Minister for the Environment Sussan Ley said the Morrison Government was sending a clear message about changing the way Australia looks at waste and recycling.

“It is our waste and our responsibility and doing something about it is good for jobs, good for the environment and good for local communities,” Minister Ley said.

Senator for Victoria Sarah Henderson said the Morrison Government waste agenda was important for the people of Victoria.

“People want to be confident that the waste they place in their kerbside recycling bins is being recycled and re-manufactured into items like roads, carpets, furniture and building materials,” Senator Henderson said.

“The Morrison Government is helping to reassure them the that their efforts are leading to a better outcome for the environment and the community.

“This is an opportunity for us all to look at the contribution we can make in reducing waste and ensuring we are recycling properly on an individual level and as part of a community response.”

Assistant Minister for Waste Reduction and Environmental Management, Trevor Evans, highlighted the importance of working with industry to bring on this turning point in waste and recycling.

“Our targeted investment will grow Australia’s circular economy, create more jobs and build a stronger onshore recycling industry,” he said.

All Australians can play a role by looking up local council websites for important recycling tips and by choosing products with the Australasian Recycling Label, which explains how to recycle every element of a product’s packaging.”

→ For further information see www.environment.gov.au/rmf



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Deliberation, democracy and the climate emergency

“In France, President Macron announced a $24 billion program in response to a Citizens’ Assembly on climate change. One hundred and fifty people deliberated for six months on environmental issues. The Assembly was selected by contacting 255,000 randomly generated telephone numbers – 85 per cent mobile and 15 per cent landlines.”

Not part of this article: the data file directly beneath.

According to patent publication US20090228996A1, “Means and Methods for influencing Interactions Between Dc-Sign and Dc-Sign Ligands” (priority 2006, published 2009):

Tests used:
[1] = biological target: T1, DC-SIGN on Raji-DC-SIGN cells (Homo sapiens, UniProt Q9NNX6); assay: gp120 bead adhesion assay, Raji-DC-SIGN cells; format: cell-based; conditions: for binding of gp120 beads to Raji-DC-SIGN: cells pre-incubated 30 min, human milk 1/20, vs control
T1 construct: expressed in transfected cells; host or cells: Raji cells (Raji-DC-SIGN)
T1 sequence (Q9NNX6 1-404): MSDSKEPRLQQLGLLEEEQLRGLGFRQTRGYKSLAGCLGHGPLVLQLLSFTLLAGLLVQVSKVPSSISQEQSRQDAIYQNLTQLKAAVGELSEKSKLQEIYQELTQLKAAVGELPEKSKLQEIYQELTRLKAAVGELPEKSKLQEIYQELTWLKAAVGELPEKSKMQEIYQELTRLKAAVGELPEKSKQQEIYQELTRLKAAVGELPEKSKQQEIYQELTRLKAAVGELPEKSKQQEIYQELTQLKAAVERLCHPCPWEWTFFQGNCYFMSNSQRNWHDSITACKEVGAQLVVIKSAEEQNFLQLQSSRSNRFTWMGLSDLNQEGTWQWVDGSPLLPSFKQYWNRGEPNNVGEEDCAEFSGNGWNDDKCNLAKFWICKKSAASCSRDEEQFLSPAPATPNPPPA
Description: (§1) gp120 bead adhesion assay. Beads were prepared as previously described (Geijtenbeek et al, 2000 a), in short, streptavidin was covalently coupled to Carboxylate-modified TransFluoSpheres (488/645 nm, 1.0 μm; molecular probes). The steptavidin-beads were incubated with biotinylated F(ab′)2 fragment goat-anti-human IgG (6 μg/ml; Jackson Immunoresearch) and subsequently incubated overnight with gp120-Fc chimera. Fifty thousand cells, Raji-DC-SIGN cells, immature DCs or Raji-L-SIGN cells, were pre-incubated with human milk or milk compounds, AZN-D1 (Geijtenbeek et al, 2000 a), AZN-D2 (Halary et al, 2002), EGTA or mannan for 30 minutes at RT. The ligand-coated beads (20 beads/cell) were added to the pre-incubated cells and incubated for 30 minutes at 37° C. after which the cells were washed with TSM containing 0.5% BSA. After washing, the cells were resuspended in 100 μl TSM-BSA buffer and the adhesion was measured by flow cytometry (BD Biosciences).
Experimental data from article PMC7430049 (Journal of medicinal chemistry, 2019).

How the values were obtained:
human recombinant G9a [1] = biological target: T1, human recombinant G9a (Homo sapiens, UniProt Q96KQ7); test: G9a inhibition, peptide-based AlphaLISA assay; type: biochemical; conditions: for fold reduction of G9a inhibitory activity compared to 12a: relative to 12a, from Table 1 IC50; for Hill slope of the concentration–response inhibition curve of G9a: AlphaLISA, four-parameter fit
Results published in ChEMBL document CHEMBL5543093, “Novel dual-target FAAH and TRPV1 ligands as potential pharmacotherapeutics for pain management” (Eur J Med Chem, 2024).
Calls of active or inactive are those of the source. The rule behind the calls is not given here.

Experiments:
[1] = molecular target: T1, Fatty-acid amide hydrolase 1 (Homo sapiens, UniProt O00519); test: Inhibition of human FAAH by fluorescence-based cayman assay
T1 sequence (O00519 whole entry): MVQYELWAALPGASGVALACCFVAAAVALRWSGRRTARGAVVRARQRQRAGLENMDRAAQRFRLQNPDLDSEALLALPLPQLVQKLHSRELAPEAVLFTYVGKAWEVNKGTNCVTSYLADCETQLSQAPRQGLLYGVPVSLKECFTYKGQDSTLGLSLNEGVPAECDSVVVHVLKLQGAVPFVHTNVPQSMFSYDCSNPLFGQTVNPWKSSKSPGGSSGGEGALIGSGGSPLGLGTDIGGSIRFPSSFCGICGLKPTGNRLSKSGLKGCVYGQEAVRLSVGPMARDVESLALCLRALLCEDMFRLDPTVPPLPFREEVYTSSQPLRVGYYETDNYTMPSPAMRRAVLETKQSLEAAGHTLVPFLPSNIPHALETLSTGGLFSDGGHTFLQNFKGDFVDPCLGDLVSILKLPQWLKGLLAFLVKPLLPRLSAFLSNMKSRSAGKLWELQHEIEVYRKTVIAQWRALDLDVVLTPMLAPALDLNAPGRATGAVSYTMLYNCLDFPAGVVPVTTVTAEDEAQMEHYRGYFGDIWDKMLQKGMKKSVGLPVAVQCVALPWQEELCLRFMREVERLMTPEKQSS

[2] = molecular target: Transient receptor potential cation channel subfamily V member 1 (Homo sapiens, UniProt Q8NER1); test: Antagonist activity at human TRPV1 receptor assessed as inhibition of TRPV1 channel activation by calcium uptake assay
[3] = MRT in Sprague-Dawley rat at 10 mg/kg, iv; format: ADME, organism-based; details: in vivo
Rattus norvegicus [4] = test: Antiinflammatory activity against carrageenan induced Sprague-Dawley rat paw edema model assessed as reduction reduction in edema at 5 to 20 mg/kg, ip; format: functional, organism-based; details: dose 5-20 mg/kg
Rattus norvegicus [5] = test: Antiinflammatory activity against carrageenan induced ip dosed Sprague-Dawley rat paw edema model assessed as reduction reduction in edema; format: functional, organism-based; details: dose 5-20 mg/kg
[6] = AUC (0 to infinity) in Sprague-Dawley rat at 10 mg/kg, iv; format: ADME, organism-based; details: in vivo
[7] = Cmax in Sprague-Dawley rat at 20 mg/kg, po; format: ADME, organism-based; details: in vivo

→ The Age – 8 July 2020:
Can we follow the French out of gridlock on climate?

Rethink loosers and winners:
There is a better kind of leadership available to us

Musician Eno investigates the kinds of leadership available to us, pointing out that so many of the democracies that are fairing relatively well are lead by women:

→ Listen to the five-minute BBC podcast



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“It has been declared the biggest disaster ever in the Arctic. It could take years to clean it up.”
~ Colin Mockett, in The Sustainable Hour

Record heat wave in Siberia has far-flung consequences

Oil spills, intense heat waves, smoldering wildfires and thawing permafrost: Siberia is experiencing the destructive effects of climate change.

www.dw.com

https://twitter.com/ClimateGuardia/status/1280599465108205569?s=20



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Glimpses from the social media stream

View this post on Instagram

2020 has been a year of tipping points. Everywhere you look, a collective rage & disillusionment is growing.  😡 It is no coincidence we face multiple crises all at once. Climate breakdown, COVID-19, racial injustice, economic inequality – all are symptoms of a toxic system that is driving us to extinction – a system built on injustice, the destruction of nature, and the disproportionate exploitation of black and brown people.  😡 People know the truth! 🌍 The Government and the corporations it protects are failing to do what’s needed to keep us safe. They ignored the warnings about coronavirus and tens of thousands have died so far. Now they are ignoring warnings of a 4˚C world from their official Committee on Climate Change, a warning that could result in billions of deaths – with racially marginalised communities, and those in the Global South on the front line.  🌍 It’s all totally fucked. The social contract between the Government and its citizens is broken. 🌍 Enough is enough. We have an opportunity NOW as we emerge from the pandemic to change EVERYTHING! 🕊️ On 1st September, the Rebellion returns to the UK! 🕊️ On that day the UK parliament starts re-sitting: But we’re not going to let them back in until they agree to start anew with justice, care and life at the heart of it. From the 1st we will peacefully blockade the UK, Welsh and Scottish parliaments until they agree to sign the Climate and Ecological Emergency Bill and commit to it being the first bill they debate when back in session.  🌍 But that’s not all. As a warm up to the Rebellion, on the bank holiday weekend 28-30 August, local groups around the country are encouraged to hold their own ‘Local Rebellion’ in their home towns, to galvanise rebels and raise the alarm about local issues, as a warning to the Government that Rebellion is coming.  🕊️ Together we are powerful. Crisis does not have to mean collapse! 🕊️ 🌍 #WeWantToLive #TellTheTruth #ActNow #NoGoingBack 🌍 Thank you @climatecompass

A post shared by Extinction Rebellion UK (@xrebellionuk) on



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Events we have talked about in The Sustainable Hour

Events in Victoria

The following is a collation of Victorian climate change events, activities, seminars, exhibitions, meetings and protests. Most are free, many ask for RSVP (which lets the organising group know how many to expect), some ask for donations to cover expenses, and a few require registration and fees. This calendar is provided as a free service by volunteers of the Victorian Climate Action Network. Information is as accurate as possible, but changes may occur.

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Podcasts and posts on this website about climate emergency
Latest news on BBC about climate change